Mon, 07 Jun 2004

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Strange this. I came back to Southern California this past December utterly sick of the Midwest, exhausted and hurting with loneliness, feeling defeated by the darkness and the bitter cold.

But now that I realize that I might never get to go back out there for a long time, I can't help but feel sad.

Of course I guess it's natural. A lot of people don't like getting displaced, getting uprooted, even if where they are is not necessarily the best environment for them. Especially when I feel like I haven't said my proper goodbyes.

So I suppose a lot of my melancholy is simply the confusion of disorientation.

No matter how much I wax nostalgic, a part of me realistically understands that another winter out there just might kill me.

That, despite how familiar and home-like those city streets had become, no matter how at ease I felt wandering that land with no mountains, there is a reason that my journey begins again and heads out in another direction.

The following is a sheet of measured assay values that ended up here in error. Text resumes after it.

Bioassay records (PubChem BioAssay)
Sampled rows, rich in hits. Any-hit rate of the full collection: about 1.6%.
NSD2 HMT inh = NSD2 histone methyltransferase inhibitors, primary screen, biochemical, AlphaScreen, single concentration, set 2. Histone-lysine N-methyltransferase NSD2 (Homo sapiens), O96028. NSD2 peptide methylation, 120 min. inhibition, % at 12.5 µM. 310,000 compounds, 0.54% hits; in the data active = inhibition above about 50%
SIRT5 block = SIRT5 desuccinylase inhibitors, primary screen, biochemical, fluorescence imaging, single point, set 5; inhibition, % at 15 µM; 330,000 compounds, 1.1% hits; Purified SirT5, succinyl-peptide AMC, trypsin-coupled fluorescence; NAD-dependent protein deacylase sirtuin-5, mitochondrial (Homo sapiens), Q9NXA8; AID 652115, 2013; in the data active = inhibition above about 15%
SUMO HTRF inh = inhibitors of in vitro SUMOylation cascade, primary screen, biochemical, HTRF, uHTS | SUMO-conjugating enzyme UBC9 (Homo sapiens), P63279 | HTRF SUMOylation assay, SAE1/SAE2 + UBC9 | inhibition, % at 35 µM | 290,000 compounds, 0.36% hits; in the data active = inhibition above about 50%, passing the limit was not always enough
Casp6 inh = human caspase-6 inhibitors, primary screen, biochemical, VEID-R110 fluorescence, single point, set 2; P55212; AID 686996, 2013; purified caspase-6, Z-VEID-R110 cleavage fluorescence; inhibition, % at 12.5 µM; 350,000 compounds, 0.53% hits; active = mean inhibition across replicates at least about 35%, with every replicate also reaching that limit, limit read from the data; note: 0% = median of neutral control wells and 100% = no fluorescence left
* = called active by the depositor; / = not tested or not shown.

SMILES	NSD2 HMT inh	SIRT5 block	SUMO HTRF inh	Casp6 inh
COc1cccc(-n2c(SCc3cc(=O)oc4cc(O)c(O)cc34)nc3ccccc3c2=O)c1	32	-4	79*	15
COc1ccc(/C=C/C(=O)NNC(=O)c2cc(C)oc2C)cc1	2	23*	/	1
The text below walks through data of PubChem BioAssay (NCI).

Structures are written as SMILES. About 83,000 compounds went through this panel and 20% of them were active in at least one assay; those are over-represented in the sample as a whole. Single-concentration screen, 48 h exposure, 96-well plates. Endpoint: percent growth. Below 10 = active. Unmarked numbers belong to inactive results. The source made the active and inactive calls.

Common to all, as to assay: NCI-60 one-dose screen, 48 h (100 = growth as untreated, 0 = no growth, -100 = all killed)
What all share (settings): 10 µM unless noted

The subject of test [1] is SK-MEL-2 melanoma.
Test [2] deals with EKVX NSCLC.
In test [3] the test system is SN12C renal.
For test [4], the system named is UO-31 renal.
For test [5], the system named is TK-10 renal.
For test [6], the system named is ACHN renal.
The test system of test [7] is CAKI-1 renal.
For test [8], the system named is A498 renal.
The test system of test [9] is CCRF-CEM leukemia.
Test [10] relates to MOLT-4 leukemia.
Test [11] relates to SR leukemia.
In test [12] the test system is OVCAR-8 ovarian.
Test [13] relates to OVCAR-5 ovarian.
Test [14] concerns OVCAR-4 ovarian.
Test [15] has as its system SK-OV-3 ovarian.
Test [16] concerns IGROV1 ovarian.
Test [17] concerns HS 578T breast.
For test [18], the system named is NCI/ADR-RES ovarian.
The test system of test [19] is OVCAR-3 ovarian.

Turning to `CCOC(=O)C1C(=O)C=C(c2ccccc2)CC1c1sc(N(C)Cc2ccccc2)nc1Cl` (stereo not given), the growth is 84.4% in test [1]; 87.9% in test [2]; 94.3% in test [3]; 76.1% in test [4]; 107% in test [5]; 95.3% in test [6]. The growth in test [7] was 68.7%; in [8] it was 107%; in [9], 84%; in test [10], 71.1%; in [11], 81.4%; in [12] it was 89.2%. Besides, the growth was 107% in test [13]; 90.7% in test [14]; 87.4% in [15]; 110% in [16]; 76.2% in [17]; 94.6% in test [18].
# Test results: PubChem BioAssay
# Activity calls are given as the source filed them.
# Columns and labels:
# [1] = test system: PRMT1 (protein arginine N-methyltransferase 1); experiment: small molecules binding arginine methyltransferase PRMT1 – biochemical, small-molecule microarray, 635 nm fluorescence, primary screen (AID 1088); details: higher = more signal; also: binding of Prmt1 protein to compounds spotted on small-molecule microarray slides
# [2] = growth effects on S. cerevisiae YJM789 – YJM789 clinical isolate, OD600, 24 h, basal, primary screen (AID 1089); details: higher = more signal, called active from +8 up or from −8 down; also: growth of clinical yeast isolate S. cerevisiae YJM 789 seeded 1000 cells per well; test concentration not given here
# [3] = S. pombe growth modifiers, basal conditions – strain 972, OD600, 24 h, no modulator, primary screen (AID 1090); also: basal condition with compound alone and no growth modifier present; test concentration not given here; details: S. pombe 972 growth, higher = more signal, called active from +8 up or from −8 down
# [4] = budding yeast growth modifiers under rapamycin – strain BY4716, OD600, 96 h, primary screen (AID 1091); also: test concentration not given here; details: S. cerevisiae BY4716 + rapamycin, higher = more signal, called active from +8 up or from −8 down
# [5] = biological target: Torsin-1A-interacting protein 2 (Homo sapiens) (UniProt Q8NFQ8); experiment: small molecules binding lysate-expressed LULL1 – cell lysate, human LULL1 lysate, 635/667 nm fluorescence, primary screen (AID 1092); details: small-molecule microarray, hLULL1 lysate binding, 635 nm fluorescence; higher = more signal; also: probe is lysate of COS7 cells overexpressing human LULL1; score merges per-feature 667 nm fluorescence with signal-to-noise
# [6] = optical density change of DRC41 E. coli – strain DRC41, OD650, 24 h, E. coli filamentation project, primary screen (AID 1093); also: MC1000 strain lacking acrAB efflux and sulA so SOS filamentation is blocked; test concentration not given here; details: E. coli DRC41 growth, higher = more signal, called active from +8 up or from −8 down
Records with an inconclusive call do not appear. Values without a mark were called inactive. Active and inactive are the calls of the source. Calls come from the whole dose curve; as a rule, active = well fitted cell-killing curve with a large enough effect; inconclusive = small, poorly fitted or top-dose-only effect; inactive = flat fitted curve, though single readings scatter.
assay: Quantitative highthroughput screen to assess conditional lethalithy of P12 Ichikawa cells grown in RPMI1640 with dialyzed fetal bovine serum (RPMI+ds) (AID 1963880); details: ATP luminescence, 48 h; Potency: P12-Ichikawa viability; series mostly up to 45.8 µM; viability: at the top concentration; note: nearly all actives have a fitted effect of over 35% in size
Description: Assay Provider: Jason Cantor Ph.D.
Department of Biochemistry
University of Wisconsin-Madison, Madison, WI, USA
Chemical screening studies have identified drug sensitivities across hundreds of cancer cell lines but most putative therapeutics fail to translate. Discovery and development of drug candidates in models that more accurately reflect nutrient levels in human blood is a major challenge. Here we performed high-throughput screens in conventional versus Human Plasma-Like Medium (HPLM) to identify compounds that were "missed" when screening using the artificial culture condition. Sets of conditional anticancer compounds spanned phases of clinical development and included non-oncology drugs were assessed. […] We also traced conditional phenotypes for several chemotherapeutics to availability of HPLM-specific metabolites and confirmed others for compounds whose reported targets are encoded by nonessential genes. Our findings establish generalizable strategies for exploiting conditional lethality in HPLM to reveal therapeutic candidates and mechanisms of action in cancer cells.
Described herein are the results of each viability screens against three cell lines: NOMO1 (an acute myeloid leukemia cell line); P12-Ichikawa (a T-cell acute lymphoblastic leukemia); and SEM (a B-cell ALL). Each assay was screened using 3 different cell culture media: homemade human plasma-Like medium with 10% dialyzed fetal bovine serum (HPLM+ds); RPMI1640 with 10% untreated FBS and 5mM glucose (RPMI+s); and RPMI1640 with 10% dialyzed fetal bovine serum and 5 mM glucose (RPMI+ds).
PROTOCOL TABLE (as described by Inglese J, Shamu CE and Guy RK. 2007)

While time and again I might whine about not ever finding Home, about how I'm tired of being a vagabond aimlessly criscrossing the Paths of Life, I know that there is a part of me that is glad to be on the Road again.

The Road goes ever on and on Down from the door where it began. Now far ahead the Road has gone, And I must follow, if I can, Pursuing it with eager feet, Until it joins some larger way Where many paths and errands meet. And whither then? I cannot say.

—from the The Fellowship of the Ring by J.R.R. Tolkien

I travel again to a new place, with some trepidation. I'm not sure if I can take another few months of isolation and alienation, of withstanding the darkness all alone again.

I grant that the winter nights won't be so long and dark where I'm going, but you can't escape the darkness.

I feel it lingering there beneath the surface, ready to snare me if I delve too deep.

This year has been all about crossroads.

As Ferris Bueller said, "Life moves pretty fast. If you don't stop and look around once in a while, you could miss it."

Four years from now, I have a feeling that I'll be staring at this screen, wondering where the hell all the time went.

Carpe diem, I suppose. Someday I'm just going to have to understand Sisyphus (and Camus) and finally learn how to live in the moment.

00:12:39 7 Jun 2004 > /soul > permalink > 0 comments

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